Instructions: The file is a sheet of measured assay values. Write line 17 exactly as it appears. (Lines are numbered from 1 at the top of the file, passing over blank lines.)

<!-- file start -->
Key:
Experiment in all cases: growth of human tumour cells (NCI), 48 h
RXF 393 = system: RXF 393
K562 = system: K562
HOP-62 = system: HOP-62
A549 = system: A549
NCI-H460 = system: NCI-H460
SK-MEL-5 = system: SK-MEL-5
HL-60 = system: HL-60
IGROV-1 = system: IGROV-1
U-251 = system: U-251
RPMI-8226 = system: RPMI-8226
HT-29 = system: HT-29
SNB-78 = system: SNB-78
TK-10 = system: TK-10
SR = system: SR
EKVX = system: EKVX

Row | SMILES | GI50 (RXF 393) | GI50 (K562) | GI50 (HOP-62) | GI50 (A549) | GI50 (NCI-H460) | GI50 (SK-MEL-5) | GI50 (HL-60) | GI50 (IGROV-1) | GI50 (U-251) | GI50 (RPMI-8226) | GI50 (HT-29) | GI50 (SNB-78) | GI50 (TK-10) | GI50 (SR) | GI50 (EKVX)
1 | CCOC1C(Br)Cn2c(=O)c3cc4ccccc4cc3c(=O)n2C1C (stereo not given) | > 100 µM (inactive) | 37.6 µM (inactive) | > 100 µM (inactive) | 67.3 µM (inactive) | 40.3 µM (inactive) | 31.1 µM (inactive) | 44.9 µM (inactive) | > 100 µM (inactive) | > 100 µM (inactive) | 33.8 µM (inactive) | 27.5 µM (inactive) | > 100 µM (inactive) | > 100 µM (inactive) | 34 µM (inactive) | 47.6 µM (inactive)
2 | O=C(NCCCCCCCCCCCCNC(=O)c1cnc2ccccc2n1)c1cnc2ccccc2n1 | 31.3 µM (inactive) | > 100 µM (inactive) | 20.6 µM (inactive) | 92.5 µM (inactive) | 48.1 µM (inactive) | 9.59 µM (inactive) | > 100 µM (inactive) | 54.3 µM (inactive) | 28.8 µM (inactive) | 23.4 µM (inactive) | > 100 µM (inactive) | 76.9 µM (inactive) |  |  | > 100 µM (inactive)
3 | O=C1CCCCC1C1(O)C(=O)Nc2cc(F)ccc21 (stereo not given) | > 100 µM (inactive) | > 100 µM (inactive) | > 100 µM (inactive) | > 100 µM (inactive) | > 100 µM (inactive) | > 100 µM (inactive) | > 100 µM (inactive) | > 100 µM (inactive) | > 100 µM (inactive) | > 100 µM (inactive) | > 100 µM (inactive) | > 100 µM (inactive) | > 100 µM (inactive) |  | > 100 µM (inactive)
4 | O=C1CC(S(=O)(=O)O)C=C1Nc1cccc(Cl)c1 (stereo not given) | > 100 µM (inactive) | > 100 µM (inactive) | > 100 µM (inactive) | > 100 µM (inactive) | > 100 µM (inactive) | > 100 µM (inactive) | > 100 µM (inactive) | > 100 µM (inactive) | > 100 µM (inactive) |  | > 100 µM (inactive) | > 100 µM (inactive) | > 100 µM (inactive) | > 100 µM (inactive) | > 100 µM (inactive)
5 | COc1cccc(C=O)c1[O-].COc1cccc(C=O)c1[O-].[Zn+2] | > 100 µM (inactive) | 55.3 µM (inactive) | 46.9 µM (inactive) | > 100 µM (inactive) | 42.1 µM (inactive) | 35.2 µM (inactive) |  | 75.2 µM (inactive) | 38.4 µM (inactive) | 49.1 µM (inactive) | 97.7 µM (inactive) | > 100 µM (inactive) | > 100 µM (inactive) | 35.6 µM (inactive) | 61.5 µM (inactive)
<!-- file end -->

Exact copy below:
EKVX = system: EKVX